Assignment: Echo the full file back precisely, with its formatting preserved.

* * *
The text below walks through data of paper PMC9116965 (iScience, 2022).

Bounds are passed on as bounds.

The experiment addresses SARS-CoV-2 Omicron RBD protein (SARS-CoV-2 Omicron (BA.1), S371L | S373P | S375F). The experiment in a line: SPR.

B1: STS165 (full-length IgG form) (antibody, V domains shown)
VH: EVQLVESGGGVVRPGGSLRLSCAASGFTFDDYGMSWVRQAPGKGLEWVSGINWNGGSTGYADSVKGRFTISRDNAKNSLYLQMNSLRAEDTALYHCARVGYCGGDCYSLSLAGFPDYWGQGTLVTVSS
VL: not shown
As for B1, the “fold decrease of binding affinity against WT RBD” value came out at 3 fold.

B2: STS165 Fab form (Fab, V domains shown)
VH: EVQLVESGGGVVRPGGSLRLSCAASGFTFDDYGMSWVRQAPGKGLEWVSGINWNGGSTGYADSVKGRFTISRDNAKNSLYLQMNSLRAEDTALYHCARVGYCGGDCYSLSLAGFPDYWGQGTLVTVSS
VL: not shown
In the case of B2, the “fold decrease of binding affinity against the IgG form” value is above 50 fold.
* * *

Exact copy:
The text below walks through data of paper PMC9116965 (iScience, 2022).

Bounds are passed on as bounds.

The experiment addresses SARS-CoV-2 Omicron RBD protein (SARS-CoV-2 Omicron (BA.1), S371L | S373P | S375F). The experiment in a line: SPR.

B1: STS165 (full-length IgG form) (antibody, V domains shown)
VH: EVQLVESGGGVVRPGGSLRLSCAASGFTFDDYGMSWVRQAPGKGLEWVSGINWNGGSTGYADSVKGRFTISRDNAKNSLYLQMNSLRAEDTALYHCARVGYCGGDCYSLSLAGFPDYWGQGTLVTVSS
VL: not shown
As for B1, the “fold decrease of binding affinity against WT RBD” value came out at 3 fold.

B2: STS165 Fab form (Fab, V domains shown)
VH: EVQLVESGGGVVRPGGSLRLSCAASGFTFDDYGMSWVRQAPGKGLEWVSGINWNGGSTGYADSVKGRFTISRDNAKNSLYLQMNSLRAEDTALYHCARVGYCGGDCYSLSLAGFPDYWGQGTLVTVSS
VL: not shown
In the case of B2, the “fold decrease of binding affinity against the IgG form” value is above 50 fold.